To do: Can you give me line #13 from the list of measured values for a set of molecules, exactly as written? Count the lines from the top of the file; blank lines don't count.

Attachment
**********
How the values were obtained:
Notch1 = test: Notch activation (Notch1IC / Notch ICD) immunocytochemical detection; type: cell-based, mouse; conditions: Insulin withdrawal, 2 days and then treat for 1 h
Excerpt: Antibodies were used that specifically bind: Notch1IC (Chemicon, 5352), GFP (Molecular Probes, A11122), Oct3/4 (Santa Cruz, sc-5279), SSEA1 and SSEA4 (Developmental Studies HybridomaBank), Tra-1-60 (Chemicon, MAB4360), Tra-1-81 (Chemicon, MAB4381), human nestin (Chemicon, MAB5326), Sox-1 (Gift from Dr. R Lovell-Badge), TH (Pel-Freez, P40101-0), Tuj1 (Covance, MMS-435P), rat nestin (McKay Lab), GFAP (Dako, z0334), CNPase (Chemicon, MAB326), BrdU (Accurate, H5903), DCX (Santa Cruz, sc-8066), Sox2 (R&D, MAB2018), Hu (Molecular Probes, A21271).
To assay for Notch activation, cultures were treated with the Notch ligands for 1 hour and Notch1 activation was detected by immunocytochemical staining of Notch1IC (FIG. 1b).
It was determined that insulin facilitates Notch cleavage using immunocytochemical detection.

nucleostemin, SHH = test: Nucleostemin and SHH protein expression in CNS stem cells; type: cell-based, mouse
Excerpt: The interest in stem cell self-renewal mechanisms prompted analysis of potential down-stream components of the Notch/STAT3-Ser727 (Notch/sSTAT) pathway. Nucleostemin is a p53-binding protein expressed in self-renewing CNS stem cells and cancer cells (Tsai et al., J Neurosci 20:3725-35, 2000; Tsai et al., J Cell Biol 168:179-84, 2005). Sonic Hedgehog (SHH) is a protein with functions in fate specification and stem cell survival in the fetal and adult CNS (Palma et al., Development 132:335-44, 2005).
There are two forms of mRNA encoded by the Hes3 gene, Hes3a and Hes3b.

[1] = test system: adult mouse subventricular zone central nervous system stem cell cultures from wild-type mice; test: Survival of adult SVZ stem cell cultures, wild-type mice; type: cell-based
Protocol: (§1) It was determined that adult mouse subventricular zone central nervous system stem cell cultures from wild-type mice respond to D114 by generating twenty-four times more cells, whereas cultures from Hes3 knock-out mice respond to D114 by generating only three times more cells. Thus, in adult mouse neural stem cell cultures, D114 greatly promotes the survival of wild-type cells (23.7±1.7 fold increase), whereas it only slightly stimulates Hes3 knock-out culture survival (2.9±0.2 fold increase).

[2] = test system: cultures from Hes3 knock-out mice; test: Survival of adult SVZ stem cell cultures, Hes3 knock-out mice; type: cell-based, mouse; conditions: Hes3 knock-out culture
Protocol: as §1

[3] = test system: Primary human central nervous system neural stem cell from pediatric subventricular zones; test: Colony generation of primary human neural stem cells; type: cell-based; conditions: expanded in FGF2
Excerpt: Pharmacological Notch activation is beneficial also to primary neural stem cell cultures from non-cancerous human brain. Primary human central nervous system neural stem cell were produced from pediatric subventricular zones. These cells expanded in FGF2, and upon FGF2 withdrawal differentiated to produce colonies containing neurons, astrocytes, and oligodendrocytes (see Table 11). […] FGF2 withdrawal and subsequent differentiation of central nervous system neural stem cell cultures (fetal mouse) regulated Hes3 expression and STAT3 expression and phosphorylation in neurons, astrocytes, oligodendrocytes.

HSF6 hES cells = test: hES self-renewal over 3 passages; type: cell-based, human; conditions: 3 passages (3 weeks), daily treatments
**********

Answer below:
[3] = test system: Primary human central nervous system neural stem cell from pediatric subventricular zones; test: Colony generation of primary human neural stem cells; type: cell-based; conditions: expanded in FGF2